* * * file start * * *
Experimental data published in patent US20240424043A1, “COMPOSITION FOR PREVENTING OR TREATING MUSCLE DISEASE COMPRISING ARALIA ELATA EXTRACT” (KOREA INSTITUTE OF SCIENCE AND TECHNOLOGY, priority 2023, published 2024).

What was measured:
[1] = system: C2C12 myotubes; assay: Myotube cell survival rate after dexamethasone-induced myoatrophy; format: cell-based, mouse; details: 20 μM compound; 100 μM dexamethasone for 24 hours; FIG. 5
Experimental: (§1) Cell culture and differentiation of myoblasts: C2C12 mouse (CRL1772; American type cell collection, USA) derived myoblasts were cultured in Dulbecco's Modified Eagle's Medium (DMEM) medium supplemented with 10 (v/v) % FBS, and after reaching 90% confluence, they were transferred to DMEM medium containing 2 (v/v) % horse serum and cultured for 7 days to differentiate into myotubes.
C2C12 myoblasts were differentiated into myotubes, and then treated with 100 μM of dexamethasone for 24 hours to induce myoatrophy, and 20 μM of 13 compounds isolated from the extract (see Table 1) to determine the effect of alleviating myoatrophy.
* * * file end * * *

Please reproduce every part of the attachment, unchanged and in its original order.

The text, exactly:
Experimental data published in patent US20240424043A1, “COMPOSITION FOR PREVENTING OR TREATING MUSCLE DISEASE COMPRISING ARALIA ELATA EXTRACT” (KOREA INSTITUTE OF SCIENCE AND TECHNOLOGY, priority 2023, published 2024).

What was measured:
[1] = system: C2C12 myotubes; assay: Myotube cell survival rate after dexamethasone-induced myoatrophy; format: cell-based, mouse; details: 20 μM compound; 100 μM dexamethasone for 24 hours; FIG. 5
Experimental: (§1) Cell culture and differentiation of myoblasts: C2C12 mouse (CRL1772; American type cell collection, USA) derived myoblasts were cultured in Dulbecco's Modified Eagle's Medium (DMEM) medium supplemented with 10 (v/v) % FBS, and after reaching 90% confluence, they were transferred to DMEM medium containing 2 (v/v) % horse serum and cultured for 7 days to differentiate into myotubes.
C2C12 myoblasts were differentiated into myotubes, and then treated with 100 μM of dexamethasone for 24 hours to induce myoatrophy, and 20 μM of 13 compounds isolated from the extract (see Table 1) to determine the effect of alleviating myoatrophy.